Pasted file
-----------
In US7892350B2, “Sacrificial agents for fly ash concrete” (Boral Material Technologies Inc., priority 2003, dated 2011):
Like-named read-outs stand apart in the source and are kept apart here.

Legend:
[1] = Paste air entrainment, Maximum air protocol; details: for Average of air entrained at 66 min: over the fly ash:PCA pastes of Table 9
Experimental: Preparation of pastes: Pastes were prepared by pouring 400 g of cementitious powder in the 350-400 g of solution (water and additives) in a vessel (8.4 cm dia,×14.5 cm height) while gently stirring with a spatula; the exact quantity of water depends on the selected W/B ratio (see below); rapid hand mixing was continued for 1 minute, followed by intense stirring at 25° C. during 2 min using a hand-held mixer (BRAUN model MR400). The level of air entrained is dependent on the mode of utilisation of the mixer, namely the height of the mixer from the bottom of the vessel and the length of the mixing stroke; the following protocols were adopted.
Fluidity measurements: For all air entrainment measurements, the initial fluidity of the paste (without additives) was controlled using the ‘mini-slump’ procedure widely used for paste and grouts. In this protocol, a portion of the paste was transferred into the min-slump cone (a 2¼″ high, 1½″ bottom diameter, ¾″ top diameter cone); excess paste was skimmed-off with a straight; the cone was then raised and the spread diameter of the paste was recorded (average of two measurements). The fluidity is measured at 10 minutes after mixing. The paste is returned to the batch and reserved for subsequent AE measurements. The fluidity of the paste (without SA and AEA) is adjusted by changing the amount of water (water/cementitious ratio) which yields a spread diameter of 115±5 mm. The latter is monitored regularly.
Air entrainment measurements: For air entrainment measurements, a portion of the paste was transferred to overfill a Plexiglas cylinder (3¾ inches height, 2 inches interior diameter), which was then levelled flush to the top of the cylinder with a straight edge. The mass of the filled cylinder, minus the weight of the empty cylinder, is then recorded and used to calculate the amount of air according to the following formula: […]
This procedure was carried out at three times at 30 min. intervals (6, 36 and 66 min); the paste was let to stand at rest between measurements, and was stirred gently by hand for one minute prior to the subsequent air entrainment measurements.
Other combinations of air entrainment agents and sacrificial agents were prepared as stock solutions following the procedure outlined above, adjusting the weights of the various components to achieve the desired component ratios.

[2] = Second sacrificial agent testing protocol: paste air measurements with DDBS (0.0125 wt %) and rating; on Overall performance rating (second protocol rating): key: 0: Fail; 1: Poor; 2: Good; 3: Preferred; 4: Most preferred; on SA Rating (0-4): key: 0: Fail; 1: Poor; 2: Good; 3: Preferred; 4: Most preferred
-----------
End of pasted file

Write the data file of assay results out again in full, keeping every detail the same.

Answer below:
In US7892350B2, “Sacrificial agents for fly ash concrete” (Boral Material Technologies Inc., priority 2003, dated 2011):
Like-named read-outs stand apart in the source and are kept apart here.

Legend:
[1] = Paste air entrainment, Maximum air protocol; details: for Average of air entrained at 66 min: over the fly ash:PCA pastes of Table 9
Experimental: Preparation of pastes: Pastes were prepared by pouring 400 g of cementitious powder in the 350-400 g of solution (water and additives) in a vessel (8.4 cm dia,×14.5 cm height) while gently stirring with a spatula; the exact quantity of water depends on the selected W/B ratio (see below); rapid hand mixing was continued for 1 minute, followed by intense stirring at 25° C. during 2 min using a hand-held mixer (BRAUN model MR400). The level of air entrained is dependent on the mode of utilisation of the mixer, namely the height of the mixer from the bottom of the vessel and the length of the mixing stroke; the following protocols were adopted.
Fluidity measurements: For all air entrainment measurements, the initial fluidity of the paste (without additives) was controlled using the ‘mini-slump’ procedure widely used for paste and grouts. In this protocol, a portion of the paste was transferred into the min-slump cone (a 2¼″ high, 1½″ bottom diameter, ¾″ top diameter cone); excess paste was skimmed-off with a straight; the cone was then raised and the spread diameter of the paste was recorded (average of two measurements). The fluidity is measured at 10 minutes after mixing. The paste is returned to the batch and reserved for subsequent AE measurements. The fluidity of the paste (without SA and AEA) is adjusted by changing the amount of water (water/cementitious ratio) which yields a spread diameter of 115±5 mm. The latter is monitored regularly.
Air entrainment measurements: For air entrainment measurements, a portion of the paste was transferred to overfill a Plexiglas cylinder (3¾ inches height, 2 inches interior diameter), which was then levelled flush to the top of the cylinder with a straight edge. The mass of the filled cylinder, minus the weight of the empty cylinder, is then recorded and used to calculate the amount of air according to the following formula: […]
This procedure was carried out at three times at 30 min. intervals (6, 36 and 66 min); the paste was let to stand at rest between measurements, and was stirred gently by hand for one minute prior to the subsequent air entrainment measurements.
Other combinations of air entrainment agents and sacrificial agents were prepared as stock solutions following the procedure outlined above, adjusting the weights of the various components to achieve the desired component ratios.

[2] = Second sacrificial agent testing protocol: paste air measurements with DDBS (0.0125 wt %) and rating; on Overall performance rating (second protocol rating): key: 0: Fail; 1: Poor; 2: Good; 3: Preferred; 4: Most preferred; on SA Rating (0-4): key: 0: Fail; 1: Poor; 2: Good; 3: Preferred; 4: Most preferred